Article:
Here is an interview of Melek Jebnoun, active member of Mozilla Tunisia and a wonderful woman I had the honor to meet in Tunis back in February
|Melek and Mitchell at Mozilla Arabic First Meetup 2011 – photo by Nozom|
- How did you come to know about free/libre software?
Concretely it’s been a year. I have often hear about open source and free software because I studied science. Last year I decided to join a university club in my institute (INSAT) called LibertySoft and my passion for free software really took off. However I would say that I really fell in love at first sight one Saturday during an IT conference where the open source community participated. On that day the Tunisian communities gathered during an entire afternoon for a big install party and a fun meetup session. This is when I told myself: dear, the cause is noble, go ahead Since then I got more involved in the community and I tried to participate to all the events that were organized. I can’t stop, it’s some kind of drug
- How did you come to Mozilla? What are you working on within Mozilla?
For Mozilla it was pretty much the same, I met Rafik – founder of Mozilla Tunisia – during that famous Saturday I just talked about. It was three days before he announced the launch of Mozilla Tunisia. He looked at me and told me: “Do you want to join us?” I said: “I don’t know anything!” and he replied: “Come you won’t regret it”. I was just starting to get involved in Mozilla Tunisia, I helped for the website and the event in which Mozilla participated. After that Rafik put me in touch with Rame Khader of Mozilla Arabic. Since that day I got much more engaged inside the Arab community. I got a chance to participate in the Mozilla Arabic meeting in Jordania and I must say that it was the final blow . It reinforced my ties with the Arab community members and that was when I opened up to Mozilla in general, and when I went out of the usual Arab and Tunisian community frame. I came back with my head full of dreams and an excessive need to be more usefull within Mozilla.
What I do Mozilla? Uhm, I recently became a “mentor” in the REMO program launched by Mozilla. I also try to be useful especial inside the Tunisian and Arab community by organizing events and training sessions to preach the spirit and technology of an Open Web!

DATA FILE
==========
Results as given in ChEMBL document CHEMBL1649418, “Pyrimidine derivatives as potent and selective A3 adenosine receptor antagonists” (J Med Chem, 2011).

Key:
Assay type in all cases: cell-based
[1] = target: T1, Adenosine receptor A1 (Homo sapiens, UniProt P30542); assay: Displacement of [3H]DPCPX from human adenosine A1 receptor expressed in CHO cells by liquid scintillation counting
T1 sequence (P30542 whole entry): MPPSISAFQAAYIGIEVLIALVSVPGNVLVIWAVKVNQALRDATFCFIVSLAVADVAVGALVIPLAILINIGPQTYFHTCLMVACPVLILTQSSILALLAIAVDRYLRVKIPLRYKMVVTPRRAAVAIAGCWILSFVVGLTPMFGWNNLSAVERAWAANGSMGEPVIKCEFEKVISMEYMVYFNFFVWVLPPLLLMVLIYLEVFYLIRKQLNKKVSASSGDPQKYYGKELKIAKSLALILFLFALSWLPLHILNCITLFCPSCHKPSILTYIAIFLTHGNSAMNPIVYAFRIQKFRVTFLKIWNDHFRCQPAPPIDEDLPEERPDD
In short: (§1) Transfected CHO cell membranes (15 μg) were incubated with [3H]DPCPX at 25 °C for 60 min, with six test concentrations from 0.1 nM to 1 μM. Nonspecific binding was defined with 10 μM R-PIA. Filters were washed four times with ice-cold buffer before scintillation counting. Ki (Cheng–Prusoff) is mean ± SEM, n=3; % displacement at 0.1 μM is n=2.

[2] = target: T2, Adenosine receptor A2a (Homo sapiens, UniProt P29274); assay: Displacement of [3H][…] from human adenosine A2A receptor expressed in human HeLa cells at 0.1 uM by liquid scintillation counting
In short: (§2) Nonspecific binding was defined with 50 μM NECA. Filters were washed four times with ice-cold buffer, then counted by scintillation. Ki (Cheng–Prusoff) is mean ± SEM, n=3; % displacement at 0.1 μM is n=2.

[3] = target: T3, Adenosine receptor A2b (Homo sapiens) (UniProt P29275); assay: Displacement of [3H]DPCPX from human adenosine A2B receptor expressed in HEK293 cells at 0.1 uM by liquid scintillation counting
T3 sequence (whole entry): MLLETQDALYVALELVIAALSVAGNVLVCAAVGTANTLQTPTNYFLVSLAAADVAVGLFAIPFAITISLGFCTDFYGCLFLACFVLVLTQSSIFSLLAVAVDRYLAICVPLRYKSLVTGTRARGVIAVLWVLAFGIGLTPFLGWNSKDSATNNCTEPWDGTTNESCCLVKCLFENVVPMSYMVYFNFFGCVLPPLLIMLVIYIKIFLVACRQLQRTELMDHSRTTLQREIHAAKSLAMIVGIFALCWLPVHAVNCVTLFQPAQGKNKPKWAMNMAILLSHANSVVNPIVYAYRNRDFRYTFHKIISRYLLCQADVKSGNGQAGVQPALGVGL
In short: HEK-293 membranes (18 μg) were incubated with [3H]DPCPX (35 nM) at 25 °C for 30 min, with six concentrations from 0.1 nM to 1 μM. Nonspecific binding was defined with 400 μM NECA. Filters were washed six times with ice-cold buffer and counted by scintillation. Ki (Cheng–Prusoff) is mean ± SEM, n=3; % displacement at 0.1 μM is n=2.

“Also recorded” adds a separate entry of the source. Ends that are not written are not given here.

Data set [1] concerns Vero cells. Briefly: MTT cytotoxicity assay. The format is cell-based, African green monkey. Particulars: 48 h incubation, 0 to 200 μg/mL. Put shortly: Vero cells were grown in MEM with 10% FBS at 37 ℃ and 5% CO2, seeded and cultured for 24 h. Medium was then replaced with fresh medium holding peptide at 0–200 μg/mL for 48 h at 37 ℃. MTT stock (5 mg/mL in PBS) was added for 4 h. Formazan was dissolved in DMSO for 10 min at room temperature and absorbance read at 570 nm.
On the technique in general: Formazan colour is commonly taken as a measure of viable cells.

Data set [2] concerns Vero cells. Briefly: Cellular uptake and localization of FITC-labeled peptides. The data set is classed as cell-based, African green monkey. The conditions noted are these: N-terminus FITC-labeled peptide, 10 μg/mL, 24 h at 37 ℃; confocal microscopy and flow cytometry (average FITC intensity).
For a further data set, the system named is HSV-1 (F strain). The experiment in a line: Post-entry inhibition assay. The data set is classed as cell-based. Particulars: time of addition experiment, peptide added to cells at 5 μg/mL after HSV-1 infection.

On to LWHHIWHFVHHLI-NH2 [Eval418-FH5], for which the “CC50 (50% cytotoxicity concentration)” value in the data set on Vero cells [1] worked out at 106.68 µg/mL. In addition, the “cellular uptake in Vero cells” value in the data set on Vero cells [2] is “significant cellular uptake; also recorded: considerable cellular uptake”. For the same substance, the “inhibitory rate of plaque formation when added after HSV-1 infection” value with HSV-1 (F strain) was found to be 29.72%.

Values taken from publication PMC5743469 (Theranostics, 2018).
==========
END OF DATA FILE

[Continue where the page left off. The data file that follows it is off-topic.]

- What do you prefer about Mozilla?
I must say that the community is great – especially because of the famous “Mozilla spirit”. It’s really “WOW”!!! Despite being invovled in other communities, I have never met people that are more passionate and willing to change the world without asking for any profit or gain in return. They are not afraid to dream and see the world in a quite distinctive way. Its members are simply exceptional.
- And if you could improve something, what would that be?
Sincerely I would say that it is still quite difficult to get involved in the technical side. It’s hard even for some enthusiasts, who do not know where to start out or what to work on. Mozilla should work on this issue, maybe by creating concrete and accessible “How to get involved” documents.
- What would you want WoMoz to do in order to improve your life and experience in Mozilla?
Ahhhh WoMoz, my favorite project in Mozilla. When Mitchell Baker talked to me about it I was really excited, and wanted to join the community as soon as I came back to Tunisia. Sincerely, I have always admired women who have a successful carreer in IT. It is sometimes hard as a woman to make a breakthrough it this domain. As a woman, I hope the extraordinary WoMoz will help me grow stronger and will encourage me to give more of myself, and to involve more Tunisian women in this great experience. I am sometimes so surprised to see the positive feedback from WoMoz, whose members don’t hesitate to give some of their time to give me their advice about my projects, or to orient me. They have always been present.
- Do you have any ideas for WoMoz projects that you would like to launch?
Well, one of my dreams would be to see emerge an all-women technical group. We are able to do it, and we have the energy and talent of young women. Of course my vision concerns the Arab side since IT girls are almost non-existent here, or too shy to make themselves known and to continue in this field. One day, I really hope to see WoMoz create training programs and introduction sessions for young student girls in developing countries, or in countries with difficult access to technology or Internet. The idea is still forming in my head, and I hope that with WoMoz we will be able to do something in this area.
- Do you think a project such as WoMoz is important? Why?
Oh dear yes! A project such as WoMoz is even more than important because every woman can see herself in it and can identify to the other members. “They did it, so I can too!” It’s really important – not only on a technical side or to counter sexist abuse (which is already very important) – but also for motivation and to encourage women to join projects. Some women are only waiting for a little boost to overcome their fears, and watching a Delphine or a Claire talk about women’s passion and their involvement in free/open software can change your vision of things. They are able to make you dream about this so-called “brutal” field: it’s a feminine touch that helps us become free and makes the world a better place for everyone
Thank you Melek for this interview!